U-C Senate clarifies president’s description

The Urbana-Champaign Senate passed a revision to a statute regarding the University president job description at its regular meeting Monday.

The revision changed the description of the president from chief officer to chief executive officer.

Interim Provost and Chancellor Robert Easter said the change was made to clarify the authority of the president and the chancellor. He said the president should be the one interacting with the Board of Trustees and the chancellor should contact the board through the president.

Jim Barrett, professor in history, questioned the reason for the change, but in the end said he thought it was a good decision.

He said he felt Easter’s remarks explained that there was a problem that needed to be fixed.

Also on the agenda was discussion about moving the Instructor and Course Evaluation System form, or ICES, entirely online. ICES allows students to evaluate the performances of their professors and teaching assistants.

John Ory, director of the Center for Teaching Excellence, and Chris Migotsky, also from the center, gave a presentation outlining the positives and the negatives of moving ICES online.

Ory said the switch could be more efficient and seemed to fit in with our culture of technology.

“The students are electronic savvy. They live online,” Ory said.

Getting results back to professors sooner is a big advantage of moving ICES online, Ory said.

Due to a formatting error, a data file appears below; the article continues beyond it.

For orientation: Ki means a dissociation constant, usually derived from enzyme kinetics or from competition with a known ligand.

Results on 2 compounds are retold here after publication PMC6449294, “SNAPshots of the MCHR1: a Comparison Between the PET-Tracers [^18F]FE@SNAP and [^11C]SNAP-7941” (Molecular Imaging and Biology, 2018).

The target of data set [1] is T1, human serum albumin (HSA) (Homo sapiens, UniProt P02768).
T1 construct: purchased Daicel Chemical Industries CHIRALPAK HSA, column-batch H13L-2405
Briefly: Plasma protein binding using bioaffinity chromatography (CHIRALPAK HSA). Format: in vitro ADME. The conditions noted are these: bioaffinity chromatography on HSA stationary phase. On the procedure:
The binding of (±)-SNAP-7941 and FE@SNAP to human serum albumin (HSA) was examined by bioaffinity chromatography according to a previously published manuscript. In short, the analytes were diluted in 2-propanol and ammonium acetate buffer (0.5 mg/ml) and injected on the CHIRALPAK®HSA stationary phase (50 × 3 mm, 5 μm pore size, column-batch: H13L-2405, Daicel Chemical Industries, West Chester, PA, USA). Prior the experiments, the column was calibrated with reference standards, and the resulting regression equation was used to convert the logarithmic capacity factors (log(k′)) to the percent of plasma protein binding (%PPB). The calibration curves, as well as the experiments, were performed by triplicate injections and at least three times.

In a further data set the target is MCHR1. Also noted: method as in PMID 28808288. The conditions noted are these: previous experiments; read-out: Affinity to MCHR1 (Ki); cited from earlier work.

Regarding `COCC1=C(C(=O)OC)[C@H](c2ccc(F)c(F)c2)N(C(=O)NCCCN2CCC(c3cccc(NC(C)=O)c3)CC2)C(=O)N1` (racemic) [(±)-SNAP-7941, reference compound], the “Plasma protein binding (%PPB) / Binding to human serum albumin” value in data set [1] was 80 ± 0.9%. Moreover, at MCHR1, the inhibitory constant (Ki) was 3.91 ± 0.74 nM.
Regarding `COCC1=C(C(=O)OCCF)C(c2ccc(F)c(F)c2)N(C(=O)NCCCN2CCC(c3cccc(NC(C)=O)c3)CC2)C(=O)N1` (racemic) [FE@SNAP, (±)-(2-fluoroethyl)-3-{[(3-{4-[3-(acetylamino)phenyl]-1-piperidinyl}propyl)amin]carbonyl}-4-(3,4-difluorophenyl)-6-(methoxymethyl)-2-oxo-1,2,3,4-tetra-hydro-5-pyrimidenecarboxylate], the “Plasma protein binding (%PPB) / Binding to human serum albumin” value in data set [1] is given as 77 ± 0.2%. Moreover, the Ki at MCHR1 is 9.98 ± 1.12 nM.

Another benefit is going paperless and becoming greener.

Nick Burbules, professor in education, said the likelihood of other people seeing the written comments online would be higher.

Only the professor sees the paper forms of the evaluations.

One problem, Ory said, is that online evaluation forms give professors overall lower scores compared to the paper forms.

“The main problem is that they are less accurate,” Burbules said. “You get a smaller sample size online. The students that do take it overrepresent the highs and lows. The ones that will take it online are the ones that hated it or loved it.”

Ory said another issue is that in the test groups used for online ICES forms, there are lower response rates than with print forms.

“So many concerns revolve around response rates. We’ve only done a test group so we don’t know what the whole campus would be,” Ory said. “If we could deal with response rate, we would see many concerns go away.”

Joyce Tolliver, chair of the Senate Executive Committee, also spoke about the ICES forms.

“It seems obvious that we shouldn’t be using paper forms in the technology age, until you consider the ramifications,” she said.

Burbules said putting the forms online would not matter as much if the forms were only given to the professors, but they factor into job evaluations, including promotion and tenure cases.

“It’s high stakes,” Burbules said. “If your teaching scores drop, it could make you seem like a worse teacher.”

The senate also discussed another revision to a statute clarifying faculty input when changes are made in academic departments.

It will be voted on at the senate’s next meeting, which will be held on March 29 at the Levis Faculty Center in Urbana.